Mikhail Kalashnikov never imagined his weapon would be fired beyond Russian borders. In 1941, the young Soviet soldier wanted to invent a gun that could repel Germans from Russian soil. But the AK-47 was far too popular to stay domesticated. Russian manufacturers produced 70 million machine guns, many of which fell into the eager hands of soldiers, rebels, and terrorists around the globe. If we were to include the number of illegal counterfeits on the market today, that number is closer to 100 million. It is the most recognizable weapon since the spear. Years later, Kalashnikov expressed disbelief that the AK-47 ran amok in our tattered world. Perhaps he longed for an earlier time when the former peasant aimed for artistic pursuits. . . like poetry.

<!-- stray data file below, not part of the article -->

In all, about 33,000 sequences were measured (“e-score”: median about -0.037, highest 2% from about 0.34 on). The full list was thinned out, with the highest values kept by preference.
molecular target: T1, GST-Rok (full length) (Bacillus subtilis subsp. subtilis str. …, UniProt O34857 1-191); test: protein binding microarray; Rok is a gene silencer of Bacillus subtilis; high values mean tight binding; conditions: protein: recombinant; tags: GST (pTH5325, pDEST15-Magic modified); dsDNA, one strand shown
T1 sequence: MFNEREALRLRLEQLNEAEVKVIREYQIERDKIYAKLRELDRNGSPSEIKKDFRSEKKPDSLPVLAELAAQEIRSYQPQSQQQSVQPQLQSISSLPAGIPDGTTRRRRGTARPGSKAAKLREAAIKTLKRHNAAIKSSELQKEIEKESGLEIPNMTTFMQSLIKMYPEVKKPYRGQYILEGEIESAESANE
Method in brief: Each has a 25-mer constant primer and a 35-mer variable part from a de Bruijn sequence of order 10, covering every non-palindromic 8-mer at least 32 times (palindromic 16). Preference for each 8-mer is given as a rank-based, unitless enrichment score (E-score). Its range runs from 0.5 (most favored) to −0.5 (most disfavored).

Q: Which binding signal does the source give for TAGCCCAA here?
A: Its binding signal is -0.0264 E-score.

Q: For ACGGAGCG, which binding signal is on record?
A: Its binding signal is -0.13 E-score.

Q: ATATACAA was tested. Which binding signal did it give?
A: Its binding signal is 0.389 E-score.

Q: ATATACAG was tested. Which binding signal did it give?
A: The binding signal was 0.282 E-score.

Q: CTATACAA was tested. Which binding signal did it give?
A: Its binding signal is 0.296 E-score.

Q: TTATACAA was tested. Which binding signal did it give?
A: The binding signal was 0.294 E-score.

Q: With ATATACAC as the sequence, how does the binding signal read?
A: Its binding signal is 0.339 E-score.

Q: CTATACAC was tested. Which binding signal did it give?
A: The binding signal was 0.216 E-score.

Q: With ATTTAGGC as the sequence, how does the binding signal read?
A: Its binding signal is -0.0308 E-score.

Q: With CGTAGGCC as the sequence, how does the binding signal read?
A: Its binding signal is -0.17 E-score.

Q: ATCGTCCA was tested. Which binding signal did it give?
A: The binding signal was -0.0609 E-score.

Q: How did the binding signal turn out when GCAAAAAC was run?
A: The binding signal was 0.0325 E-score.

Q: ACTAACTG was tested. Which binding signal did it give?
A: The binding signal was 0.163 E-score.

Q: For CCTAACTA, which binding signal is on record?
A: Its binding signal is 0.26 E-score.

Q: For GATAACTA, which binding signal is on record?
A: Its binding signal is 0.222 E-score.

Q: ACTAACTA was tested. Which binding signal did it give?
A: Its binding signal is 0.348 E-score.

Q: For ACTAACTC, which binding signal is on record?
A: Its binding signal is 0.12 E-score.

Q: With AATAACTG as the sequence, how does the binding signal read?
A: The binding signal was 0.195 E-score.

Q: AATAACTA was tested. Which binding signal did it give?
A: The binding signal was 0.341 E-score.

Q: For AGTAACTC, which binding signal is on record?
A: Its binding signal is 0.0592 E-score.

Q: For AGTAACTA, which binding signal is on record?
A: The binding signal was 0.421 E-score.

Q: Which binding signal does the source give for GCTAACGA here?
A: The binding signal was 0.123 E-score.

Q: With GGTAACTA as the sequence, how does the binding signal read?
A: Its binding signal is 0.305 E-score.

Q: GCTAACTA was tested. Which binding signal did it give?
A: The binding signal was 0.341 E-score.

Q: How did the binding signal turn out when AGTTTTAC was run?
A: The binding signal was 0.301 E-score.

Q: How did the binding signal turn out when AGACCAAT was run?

Apparently the Russian hero has published six books. Admirers have even contributed poetry in his honor. Some defend the deadly purpose of his creation. Others fire witty barbs at Kalashnikov, such as the poem which notes the gun inventor, far wealthier than Russia’s best poets, “has out there several million of his namesakes.”